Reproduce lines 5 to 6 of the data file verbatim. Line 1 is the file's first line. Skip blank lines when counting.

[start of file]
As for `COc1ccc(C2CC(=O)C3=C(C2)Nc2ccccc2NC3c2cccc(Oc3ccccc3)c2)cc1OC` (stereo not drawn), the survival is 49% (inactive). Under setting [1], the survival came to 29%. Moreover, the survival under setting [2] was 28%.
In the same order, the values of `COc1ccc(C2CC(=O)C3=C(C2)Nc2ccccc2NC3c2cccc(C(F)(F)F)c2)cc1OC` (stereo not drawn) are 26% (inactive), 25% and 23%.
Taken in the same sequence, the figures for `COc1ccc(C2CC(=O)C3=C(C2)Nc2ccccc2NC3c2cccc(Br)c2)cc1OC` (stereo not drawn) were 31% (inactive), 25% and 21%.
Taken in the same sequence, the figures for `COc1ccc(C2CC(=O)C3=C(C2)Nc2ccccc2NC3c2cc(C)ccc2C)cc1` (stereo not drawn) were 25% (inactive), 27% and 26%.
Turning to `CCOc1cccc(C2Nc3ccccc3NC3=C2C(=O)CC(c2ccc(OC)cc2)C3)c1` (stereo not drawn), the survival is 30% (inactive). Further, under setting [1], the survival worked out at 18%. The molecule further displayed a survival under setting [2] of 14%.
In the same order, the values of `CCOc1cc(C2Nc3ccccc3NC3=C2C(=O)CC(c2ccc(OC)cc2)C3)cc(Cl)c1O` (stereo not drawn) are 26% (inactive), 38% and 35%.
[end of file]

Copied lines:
Turning to `CCOc1cccc(C2Nc3ccccc3NC3=C2C(=O)CC(c2ccc(OC)cc2)C3)c1` (stereo not drawn), the survival is 30% (inactive). Further, under setting [1], the survival worked out at 18%. The molecule further displayed a survival under setting [2] of 14%.
In the same order, the values of `CCOc1cc(C2Nc3ccccc3NC3=C2C(=O)CC(c2ccc(OC)cc2)C3)cc(Cl)c1O` (stereo not drawn) are 26% (inactive), 38% and 35%.